Get In That Bubble, Boy!
When can the government quarantine its citizens?
Last week, the CDC isolated Andrew Speaker, an Atlanta lawyer infected with a deadly, drug-resistant form of tuberculosis. By the time officials issued the order, however, the man had already traveled to France, Greece, and Italy for his wedding and honeymoon, exposing a number of airline passengers to the disease along the way. When can the government quarantine its citizens?
When someone has been exposed to diphtheria, infectious tuberculosis, yellow fever, viral hemorrhagic fevers, SARS, and a new strain of influenza with pandemic potential. That's the federal government's list, which changes only by executive order; states may have their own. Patients who have actually been infected, like the Atlanta man, are technically under "isolation," not quarantine.
The federal government took responsibility for isolating Speaker because his plane travel made his case an interstate and international health threat. Normally, the states have primary responsibility for quarantine and isolation. Some state laws specify which illnesses require quarantine, while others focus on public-health threats in general. In Louisiana, health officials need permission from a judge before confining a patient. Any people in Minnesota who lose their jobs because of a quarantine or isolation can sue their employers.
States have been broadening their public-health powers in recent years because of bioterrorism and pandemic fears. Sometimes a state will amend its laws to deal with a specific crisis. For instance, Alaska had to pass an amendment during the SARS scare to be able to quarantine and investigate a docked ship.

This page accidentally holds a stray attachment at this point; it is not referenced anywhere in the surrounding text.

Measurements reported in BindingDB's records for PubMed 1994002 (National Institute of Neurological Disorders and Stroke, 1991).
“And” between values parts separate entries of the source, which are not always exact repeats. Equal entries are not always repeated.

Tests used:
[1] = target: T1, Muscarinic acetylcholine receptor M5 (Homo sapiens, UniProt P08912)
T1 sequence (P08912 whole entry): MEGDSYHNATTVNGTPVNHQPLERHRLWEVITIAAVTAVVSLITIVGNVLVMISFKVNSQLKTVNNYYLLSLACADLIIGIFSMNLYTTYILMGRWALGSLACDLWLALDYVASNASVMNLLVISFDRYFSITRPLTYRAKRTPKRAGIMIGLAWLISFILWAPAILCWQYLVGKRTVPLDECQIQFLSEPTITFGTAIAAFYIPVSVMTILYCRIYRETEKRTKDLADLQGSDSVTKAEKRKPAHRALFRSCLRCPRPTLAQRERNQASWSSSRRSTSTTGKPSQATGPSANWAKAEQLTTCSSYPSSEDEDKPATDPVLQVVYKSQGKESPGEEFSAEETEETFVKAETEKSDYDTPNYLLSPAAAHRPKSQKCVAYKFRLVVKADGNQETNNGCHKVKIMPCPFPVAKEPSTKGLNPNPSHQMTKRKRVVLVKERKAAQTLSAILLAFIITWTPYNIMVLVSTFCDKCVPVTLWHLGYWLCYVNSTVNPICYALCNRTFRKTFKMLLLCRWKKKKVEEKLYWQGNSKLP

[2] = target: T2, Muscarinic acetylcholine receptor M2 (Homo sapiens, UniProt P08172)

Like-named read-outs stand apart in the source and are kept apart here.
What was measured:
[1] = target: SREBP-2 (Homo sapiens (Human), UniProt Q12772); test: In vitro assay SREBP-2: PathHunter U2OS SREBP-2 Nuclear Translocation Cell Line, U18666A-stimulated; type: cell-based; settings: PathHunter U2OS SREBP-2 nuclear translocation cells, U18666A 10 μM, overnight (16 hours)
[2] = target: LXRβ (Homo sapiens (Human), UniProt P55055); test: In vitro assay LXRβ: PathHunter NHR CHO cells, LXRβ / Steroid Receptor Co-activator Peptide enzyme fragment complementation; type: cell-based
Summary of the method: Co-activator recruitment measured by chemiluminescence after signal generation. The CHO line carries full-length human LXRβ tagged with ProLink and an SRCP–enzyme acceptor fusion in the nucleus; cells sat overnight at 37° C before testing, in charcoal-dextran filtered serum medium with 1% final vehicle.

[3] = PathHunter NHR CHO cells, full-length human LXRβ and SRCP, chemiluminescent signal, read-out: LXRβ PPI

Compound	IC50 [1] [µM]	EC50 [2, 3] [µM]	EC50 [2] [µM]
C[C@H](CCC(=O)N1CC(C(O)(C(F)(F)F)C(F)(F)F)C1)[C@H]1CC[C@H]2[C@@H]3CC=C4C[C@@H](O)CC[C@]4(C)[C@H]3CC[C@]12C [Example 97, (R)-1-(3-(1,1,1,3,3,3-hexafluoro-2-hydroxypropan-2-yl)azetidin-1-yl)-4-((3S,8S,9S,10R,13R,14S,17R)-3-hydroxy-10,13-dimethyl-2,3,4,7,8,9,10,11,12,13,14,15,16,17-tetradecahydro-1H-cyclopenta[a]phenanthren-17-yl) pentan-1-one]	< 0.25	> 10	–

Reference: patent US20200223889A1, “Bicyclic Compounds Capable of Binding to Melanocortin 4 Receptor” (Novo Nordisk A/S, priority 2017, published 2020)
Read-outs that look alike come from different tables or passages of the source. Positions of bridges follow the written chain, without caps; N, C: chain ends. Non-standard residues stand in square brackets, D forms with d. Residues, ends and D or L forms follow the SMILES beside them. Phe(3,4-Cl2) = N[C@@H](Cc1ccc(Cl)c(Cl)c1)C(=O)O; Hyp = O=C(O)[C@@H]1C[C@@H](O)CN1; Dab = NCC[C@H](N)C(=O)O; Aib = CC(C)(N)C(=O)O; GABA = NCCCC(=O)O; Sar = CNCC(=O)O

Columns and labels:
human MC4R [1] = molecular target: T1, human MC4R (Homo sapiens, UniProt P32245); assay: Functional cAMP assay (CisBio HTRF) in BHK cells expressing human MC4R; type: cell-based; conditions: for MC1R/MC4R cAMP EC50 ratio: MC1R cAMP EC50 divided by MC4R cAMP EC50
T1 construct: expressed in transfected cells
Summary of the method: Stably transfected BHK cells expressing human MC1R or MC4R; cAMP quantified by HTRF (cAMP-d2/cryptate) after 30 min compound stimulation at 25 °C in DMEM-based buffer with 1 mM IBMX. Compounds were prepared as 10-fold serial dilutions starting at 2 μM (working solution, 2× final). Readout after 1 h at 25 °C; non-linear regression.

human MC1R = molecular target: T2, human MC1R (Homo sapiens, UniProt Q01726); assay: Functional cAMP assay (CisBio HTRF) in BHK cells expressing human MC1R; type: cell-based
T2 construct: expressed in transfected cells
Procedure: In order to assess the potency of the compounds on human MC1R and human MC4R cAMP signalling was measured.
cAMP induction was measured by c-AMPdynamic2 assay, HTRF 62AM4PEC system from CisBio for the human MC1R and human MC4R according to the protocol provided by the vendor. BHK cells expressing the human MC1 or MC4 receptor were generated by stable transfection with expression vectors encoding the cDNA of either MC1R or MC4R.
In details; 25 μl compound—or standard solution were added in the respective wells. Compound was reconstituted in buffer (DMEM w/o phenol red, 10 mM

In certain states, disobeying a quarantine or isolation order can put you behind bars. A 27-year-old man in Arizona diagnosed with the same deadly strain of TB has been quarantined in a prison hospital ward for the past 10 months; state officials said they put Robert Daniels there because he failed to take his medicine and endangered others by going out and entertaining friends without wearing a mask.
But in general, the government rarely has to exercise these powers, because most of the time, citizens cooperate. In fact, until this recent situation, the CDC hadn't issued such an order since 1963, when it quarantined a woman for smallpox exposure. * Even during the SARS epidemic in 2003, officials relied mostly on voluntary isolation and quarantine. And the last large-scale quarantine in the U.S. took place during the Spanish flu epidemic of 1918-19.
Bonus Explainer: What happens in isolation? A patient often lives in a room with negative air pressure to prevent disease from spreading; a UV light may kill potential pathogens as they're sucked through a HEPA filter. Visitors must wear masks or, in some cases, sterile full-body suits.
Got a question about today's news? Ask the Explainer.
Explainer thanks Matthew Boulton of University of Michigan School of Public Health and Lawrence Gostin of Georgetown University Law Center.
Michelle Tsai is a Beijing-based writer working on a book about Chinatowns on six continents. She blogs at ChinatownStories.com.